There was positive news from Australia’s biggest bus market and also from South Australia when the 2017 Bus SA annual conference convened on June 17
Transport minister Stephen Mullighan revealed an extension of the government’s plan to improve public transport in regional and rural areas.
However, there was fundamental disagreement from the SA Opposition about the continued supply of school bus services by the Department of Education, with the opposition spokesperson arguing that those school bus routes would be better off in private hands.
The most persistent theme throughout the conference concerned the growing influence of technology – both in managing bus operations and in improving traffic flows on congested urban roads.
The South Australian government has further developed its regional transport network by announcing the funding of a trial for a regional access committee (RAC) to be based in Port Pirie.
The 12-month trial will take stock of the transport needs in and around Port Pirie and consider how to integrate the services and assets to improve service in the area. It follows similar trials in Mount Gambier and the Riverland.
“One of the things I learned very quickly was that it is important to think about
moving people rather than just moving vehicles,” Minister for Transport and Infrastructure Stephen Mullighan told the conference attendees.
An RAC is a central regional body designed to better understand and assess the transport needs in the region and marry those up against the existing services and resources that are available.
“The better co-ordinated use of transport assets in a place like Port Pirie should be a model that we can roll out more broadly across SA,” Mullighan says.
“Can I offer my heartfelt thanks to Bus SA for driving us to think about it a lot more closely than we were, and for also opening a new service model which will provide not just a difference in those towns, but a difference across SA.”
Mullighan says the government was going to install technology on the state’s buses to allow them to talk to traffic lights in a bid to get more priority running for buses, so the buses and their passengers are not held up so often.
He was pleased to learn from the local newspaper that the government was making some progress on the “old chestnut” of co-ordinated traffic lights.
Delays on some of the city’s key arterial roads through the CBD have been reduced by up to one-third in the morning and afternoon peaks.
Along with increased clearway periods, these small improvements were all designed to keep the buses moving and to give customers the confidence to use buses with the knowledge that they are reliable.
Mullighan listed the $39 billion worth of improvements being made to the SA transport system over the next 30 years, highlighting the autonomous vehicle trials being conducted in Adelaide.
“I believe if we do see autonomous vehicles deployed on our streets, there will be many community benefits, principally for those people who are unable to complete the whole of the driving task themselves,” he says.
The main gain would be greatly improved safety outcomes thanks to fewer road crashes.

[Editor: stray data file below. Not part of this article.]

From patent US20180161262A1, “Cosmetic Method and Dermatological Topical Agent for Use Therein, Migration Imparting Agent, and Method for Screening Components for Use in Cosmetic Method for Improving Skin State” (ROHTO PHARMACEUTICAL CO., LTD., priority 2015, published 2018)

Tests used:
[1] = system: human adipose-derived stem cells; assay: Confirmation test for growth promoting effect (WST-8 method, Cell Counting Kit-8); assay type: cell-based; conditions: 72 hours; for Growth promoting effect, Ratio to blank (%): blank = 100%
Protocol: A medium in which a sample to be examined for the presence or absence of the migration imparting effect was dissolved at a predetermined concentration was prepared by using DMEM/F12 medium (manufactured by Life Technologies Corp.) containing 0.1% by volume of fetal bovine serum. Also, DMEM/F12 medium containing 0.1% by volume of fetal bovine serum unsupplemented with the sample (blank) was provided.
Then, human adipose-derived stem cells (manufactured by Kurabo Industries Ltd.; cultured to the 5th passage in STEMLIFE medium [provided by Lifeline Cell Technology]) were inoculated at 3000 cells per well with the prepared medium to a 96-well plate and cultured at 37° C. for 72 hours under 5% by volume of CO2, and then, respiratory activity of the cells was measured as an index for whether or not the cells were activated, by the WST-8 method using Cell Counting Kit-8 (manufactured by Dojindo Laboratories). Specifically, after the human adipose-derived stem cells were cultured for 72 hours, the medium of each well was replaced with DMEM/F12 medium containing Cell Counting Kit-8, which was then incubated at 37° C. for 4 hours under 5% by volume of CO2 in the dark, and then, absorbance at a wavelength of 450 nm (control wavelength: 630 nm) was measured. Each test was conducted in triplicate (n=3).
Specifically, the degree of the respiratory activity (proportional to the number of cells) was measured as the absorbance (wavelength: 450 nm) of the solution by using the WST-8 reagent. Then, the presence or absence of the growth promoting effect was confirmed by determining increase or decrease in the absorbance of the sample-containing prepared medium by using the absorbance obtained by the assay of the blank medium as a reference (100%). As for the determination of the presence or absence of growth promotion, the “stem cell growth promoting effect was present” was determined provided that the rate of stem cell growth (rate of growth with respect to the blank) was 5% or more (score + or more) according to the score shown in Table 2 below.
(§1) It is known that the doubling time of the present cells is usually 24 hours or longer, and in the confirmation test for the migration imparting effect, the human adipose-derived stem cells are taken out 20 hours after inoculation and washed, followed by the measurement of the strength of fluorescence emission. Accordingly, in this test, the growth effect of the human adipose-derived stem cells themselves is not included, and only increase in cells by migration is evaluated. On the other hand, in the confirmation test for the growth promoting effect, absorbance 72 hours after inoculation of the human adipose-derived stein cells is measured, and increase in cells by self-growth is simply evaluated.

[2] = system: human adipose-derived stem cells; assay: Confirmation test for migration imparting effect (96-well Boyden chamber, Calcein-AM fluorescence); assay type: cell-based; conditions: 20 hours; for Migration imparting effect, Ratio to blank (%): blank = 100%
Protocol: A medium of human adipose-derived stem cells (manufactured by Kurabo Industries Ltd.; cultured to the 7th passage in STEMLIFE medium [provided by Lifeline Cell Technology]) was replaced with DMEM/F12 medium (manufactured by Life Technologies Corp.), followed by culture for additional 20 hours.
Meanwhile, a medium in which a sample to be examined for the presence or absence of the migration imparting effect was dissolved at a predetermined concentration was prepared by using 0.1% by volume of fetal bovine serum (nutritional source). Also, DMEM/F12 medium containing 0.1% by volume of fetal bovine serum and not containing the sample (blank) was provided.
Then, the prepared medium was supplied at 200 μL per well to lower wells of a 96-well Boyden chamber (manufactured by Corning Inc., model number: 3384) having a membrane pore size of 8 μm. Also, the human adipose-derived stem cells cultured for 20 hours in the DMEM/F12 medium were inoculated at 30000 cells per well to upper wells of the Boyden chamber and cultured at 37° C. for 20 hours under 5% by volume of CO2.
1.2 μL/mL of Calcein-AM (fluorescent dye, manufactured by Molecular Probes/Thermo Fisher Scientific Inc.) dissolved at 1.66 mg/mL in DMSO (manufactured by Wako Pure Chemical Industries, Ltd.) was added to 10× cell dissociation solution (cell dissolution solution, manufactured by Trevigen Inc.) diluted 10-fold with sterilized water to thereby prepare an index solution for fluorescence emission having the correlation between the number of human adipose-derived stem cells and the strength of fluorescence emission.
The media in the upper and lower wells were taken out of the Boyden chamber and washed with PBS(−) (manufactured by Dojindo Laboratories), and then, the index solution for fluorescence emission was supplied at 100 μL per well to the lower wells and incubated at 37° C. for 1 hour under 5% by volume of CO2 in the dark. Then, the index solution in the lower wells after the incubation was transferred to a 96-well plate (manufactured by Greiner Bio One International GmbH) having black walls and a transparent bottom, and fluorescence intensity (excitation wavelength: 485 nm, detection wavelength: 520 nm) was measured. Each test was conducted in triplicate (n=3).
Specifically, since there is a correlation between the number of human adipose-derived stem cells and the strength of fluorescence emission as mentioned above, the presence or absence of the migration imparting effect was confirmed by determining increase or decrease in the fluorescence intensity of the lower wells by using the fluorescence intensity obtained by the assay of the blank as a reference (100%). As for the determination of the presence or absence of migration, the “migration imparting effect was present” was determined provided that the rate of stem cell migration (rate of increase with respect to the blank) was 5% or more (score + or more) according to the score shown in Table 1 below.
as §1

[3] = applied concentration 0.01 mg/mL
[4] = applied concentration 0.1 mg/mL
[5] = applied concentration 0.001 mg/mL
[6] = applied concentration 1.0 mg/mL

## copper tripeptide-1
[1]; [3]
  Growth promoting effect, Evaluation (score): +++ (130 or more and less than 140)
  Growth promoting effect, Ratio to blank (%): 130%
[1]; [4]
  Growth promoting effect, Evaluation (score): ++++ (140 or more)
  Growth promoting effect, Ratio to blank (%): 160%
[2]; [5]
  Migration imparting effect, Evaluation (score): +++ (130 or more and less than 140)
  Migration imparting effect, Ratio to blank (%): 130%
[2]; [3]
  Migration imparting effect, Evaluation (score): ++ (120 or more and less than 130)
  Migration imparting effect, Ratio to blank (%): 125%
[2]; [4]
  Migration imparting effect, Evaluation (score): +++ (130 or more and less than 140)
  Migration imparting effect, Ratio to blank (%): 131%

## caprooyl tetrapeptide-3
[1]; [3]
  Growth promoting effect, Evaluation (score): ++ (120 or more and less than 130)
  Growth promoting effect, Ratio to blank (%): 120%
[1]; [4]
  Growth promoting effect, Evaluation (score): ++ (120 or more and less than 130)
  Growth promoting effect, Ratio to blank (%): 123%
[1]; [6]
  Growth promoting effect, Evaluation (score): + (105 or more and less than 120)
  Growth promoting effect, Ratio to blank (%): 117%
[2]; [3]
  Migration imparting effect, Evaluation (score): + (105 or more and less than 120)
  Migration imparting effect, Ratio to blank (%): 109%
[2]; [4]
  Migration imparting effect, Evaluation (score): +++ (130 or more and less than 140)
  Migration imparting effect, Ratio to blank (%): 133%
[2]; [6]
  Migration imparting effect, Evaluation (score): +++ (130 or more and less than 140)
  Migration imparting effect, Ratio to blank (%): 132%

There are trials being conducted at Flinders University, the Tonsley Park Innovation Precinct and Adelaide Airport between the long-term carpark and the terminal.
“I don’t think anyone expects that in three years’ time or five years’ time we are suddenly going to have driverless public transport vehicles across our routes, but with these closed campus trials we will be able to progress this technology so that we can get some of the spin-off benefits like improved safety, improved congestion, and improved mobility,” Mullighan says.
On a more immediate note, Mullighan says he is “all in favour” of more double decker buses being used on SA roads.
“If we can get more people on a smaller footprint, why wouldn’t we? It’s a no-brainer.”
Persuading the education department to surrender its current school bus responsibilities in favour of private operators is still a key point of difference between the Opposition Liberal Party and the SA Government.
“I know many of you are very frustrated by the brakes put on your businesses because your major competitor in the school bus area is the Department of Education [DET],” Opposition spokesperson on transport David Pisoni says.
“It is unique to SA. Unlike the minister, I don’t agree there is any risk to school communities or to how well the system will run if we decided to take DET out of the equation.”
Pisoni says a decision for DET to hand over its school runs to the private sector would create a number of regional businesses.
“The SA Government could provide a core business base for a number of contractors to start businesses in regional areas in the form of a school bus route.”
While he agrees with the Mullighan that transport assets in regional areas should be made good use of he says once the buses are in private hands, there would be opportunities for new companies to be more innovative.
“The fact that you know you have that school bus contract for 10 years means you might be prepared to take some risks, run a route for a while and see whether you can change the culture in a particular area.
“If I end up in Mr Mullighan’s shoes after the next election, there will be a strong emphasis on getting the very best we can out of the assets we have that are privately operated in
The rapid application of technology to road use and vehicles has the potential to transform the public transport sector and profoundly alter the way operators manage their fleets, according to software developer Nigel Tooth.